I lived on the Col de Spagnol, a west facing slope just over the Fabron hills. I had a good view of the Var, the Alps to the north, the sea to the south. The trails there had been around since before the Romans. No-one had ever dared block them, or build a wall across the paths. Up and down the terraces a few times, and I was in Nice.

It must have been late spring. Mimosas were everywhere along my path, yellow backdropped by local limestone. All the walls were made of what they found in place. I was used to an invented world, built from nothing within my life, all the materials imported from somewhere else, a designer’s dream of what should be. But if I looked at these terraces closely, I could almost match each wall stone to its origin. The design of the local wolftraps hadn’t changed for centuries.

That’s why I passed up all shortcuts. Yes, the cherry trees were tempting, unguarded by any Alsatian. But I didn’t know where the traps would be hidden. And there were wild boar to consider. Best to stick to my path.

I crested the hill, and the town was red tile roofs and date palms. My descent was a slow glide. Corsica was off in the distance. I couldn’t see its mountains, just the clouds forming above them. The curvature of the earth prevents so many things.

I clambered down the hill behind campus. That was the difference between me and the students: I showed up in walking shoes, they wore furs. Even their jeans were expensive: perfectly formed to their shapes. I taught a few classes and headed for lunch.

Graham was already there, and Odile. Wine was cheaper than water, and mine was already poured. They’d seen me coming. I took up some bread, and mentioned the jeans.

Odile was always laughing at me. “Don’t you know how they do that? They draw a very hot bath. As hot as they can stand. More. We suffer for beauty. Then they put on the jeans and get in. It takes a little while. The trick is to wear them all day after. Do you like mine?”

She stood up, and the space between the tables became her runway. Graham and I toasted the fit. Her field was Contes de Fées. She knew more medieval stories than I knew titles, yet here she was, a demonstration of techniques. I was thinking of how little I knew when Françoise arrived.

I still wasn’t used to ‘cheri,’ but she tossed it around like bouquets. She had to work. I should meet her at eight in the Cours Saleya. It wasn’t a question. Graham offered an eau de vie. She refused, I accepted. She floated away on my wave of spirits. There was a sugar cube in my glass. We didn’t have to teach again until four, and by then, the coffee would take over. I always doubled it up.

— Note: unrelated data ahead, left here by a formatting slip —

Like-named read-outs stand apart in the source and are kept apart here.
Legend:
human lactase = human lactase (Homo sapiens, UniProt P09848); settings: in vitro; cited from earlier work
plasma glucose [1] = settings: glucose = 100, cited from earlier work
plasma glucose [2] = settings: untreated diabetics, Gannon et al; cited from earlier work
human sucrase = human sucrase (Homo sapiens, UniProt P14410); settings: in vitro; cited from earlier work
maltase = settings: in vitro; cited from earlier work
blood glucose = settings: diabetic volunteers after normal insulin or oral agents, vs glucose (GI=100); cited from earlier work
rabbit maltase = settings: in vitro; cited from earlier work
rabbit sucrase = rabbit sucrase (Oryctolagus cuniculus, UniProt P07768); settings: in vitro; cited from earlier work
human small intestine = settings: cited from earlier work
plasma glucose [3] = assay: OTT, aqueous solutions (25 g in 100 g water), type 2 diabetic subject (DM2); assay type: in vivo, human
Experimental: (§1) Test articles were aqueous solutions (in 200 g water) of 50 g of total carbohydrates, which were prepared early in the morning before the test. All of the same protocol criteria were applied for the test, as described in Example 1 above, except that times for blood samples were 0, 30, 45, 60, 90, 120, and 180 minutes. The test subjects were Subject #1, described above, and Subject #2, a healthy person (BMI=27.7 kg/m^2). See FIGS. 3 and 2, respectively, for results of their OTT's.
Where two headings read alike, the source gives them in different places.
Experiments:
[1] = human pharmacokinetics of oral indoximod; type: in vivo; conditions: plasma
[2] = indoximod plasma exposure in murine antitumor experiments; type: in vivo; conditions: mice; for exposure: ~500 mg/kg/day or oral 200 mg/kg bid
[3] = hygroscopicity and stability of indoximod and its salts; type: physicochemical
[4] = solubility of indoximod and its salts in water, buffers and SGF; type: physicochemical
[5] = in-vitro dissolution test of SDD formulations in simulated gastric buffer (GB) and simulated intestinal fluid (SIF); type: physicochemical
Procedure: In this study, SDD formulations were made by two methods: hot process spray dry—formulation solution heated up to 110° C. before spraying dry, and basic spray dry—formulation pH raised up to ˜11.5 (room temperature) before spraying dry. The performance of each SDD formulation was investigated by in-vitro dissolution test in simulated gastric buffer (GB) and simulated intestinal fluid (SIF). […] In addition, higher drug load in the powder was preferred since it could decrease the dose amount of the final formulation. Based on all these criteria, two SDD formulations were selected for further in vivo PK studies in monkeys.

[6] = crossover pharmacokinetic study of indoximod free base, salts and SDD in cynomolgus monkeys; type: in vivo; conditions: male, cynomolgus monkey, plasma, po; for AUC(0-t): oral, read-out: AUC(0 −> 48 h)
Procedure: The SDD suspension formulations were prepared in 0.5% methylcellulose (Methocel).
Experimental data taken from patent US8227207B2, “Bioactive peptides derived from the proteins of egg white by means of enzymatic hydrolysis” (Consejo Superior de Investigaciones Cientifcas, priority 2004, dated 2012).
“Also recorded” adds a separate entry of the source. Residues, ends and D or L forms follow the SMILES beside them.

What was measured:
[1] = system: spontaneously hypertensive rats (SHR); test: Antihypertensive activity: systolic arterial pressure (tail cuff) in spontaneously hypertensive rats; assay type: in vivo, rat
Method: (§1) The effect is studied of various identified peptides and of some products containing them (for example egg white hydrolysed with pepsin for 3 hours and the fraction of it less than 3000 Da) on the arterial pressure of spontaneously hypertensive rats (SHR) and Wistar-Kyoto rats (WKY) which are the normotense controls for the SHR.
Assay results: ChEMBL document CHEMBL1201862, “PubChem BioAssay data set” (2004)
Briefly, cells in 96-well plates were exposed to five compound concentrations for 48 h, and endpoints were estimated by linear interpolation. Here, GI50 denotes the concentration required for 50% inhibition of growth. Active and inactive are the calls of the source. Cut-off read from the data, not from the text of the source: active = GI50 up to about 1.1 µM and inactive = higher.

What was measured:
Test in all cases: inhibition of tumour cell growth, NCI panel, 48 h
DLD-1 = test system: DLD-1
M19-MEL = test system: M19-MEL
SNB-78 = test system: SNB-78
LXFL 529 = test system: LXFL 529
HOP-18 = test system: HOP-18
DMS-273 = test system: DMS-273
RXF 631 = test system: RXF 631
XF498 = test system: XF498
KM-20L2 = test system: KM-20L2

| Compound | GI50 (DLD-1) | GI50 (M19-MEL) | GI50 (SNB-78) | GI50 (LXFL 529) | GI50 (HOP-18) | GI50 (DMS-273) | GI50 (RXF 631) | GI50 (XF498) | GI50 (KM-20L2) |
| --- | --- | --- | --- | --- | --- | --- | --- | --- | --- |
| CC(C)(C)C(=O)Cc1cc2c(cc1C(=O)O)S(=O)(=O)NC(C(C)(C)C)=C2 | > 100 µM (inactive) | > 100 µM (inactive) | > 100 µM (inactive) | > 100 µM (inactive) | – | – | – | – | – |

My afternoon students thought I was chatty. My mind was on the flower market. I was walking around the room with my book, reading my sidenotes aloud. Someone asked a question, and answering, I looked up.

Right into the eyes of one of the fur girls. Every thought went out of my head. I hardly knew where I was. Everyone started laughing, the students, fur girl, me. I was only saved by her seatmate, who asked me the question again..

It was getting near seven, and I let them go. Forty five minutes, from there to the Cours. Plenty of time. The walk would be mostly along the beach. I put my books away, and headed out through Magnan.

The Promenade des Anglais is a wide walkway along the sea. The English tourists built it a century ago, so they’d have someplace to stroll in the sun. The locals laughed at the time. But it’s still there, and it goes between the town and the beach. There is no sand. Round river stones got trucked in along the water, so there’d be some place to sit. When the waves were low, when the sea looked like no more than a glassy lake, I liked to skip those stones across the surface. The locals mocked me for that.

But I was far too pressed to skip any stones. Françoise would be waiting, with Bruno and Avril. Maybe a few others. If I was late, Bruno would haul us all to Saf Saf, and it would be Moroccan again. One can only have so much merguez in life, and my limit was already passed.

By the time I arrived, all the flower carts had been hauled away, and the place was filling with tables and tourists. Russians, Americans, Swedes. I gave up on counting the languages. There were cameras and mopeds and foreign exclamations. Françoise rode up, and parked. She took off her helmet, and was perfect.

We all met near the fountain. It hadn’t been there long. I couldn’t follow the conversation: when they’re debating, things move too fast. “Saf  Saf!” They looked at me and I shook my head, then went back to rapid debate.

They led me down the street. We walked by a butcher shop, still open. A boar hung in the window, with the usual deer and rabbits. People were walking their dogs, and the tourists parted to let them by. We settled down at some tables.

I wish I could say it was different from every other night. It should have been special, filled with omens or signs. It was dark by the main course. The plaza was clearing. The salad came last.

Someone was playing music from across the way. A few of the tourists started dancing. Why not? They were far from home, and could let themselves go.

One of the girls broke free from the crowd. She was turning and turning in a long black skirt. Her arms were extended, swirling a shawl above her head. She gave herself over completely to the dance. Why not? No-one was watching.

No-one but me. Françoise followed my eyes. “Cheri, they have profiterolles here!” I was distracted a moment. When I turned back to look, she was gone.

W.F. Lantry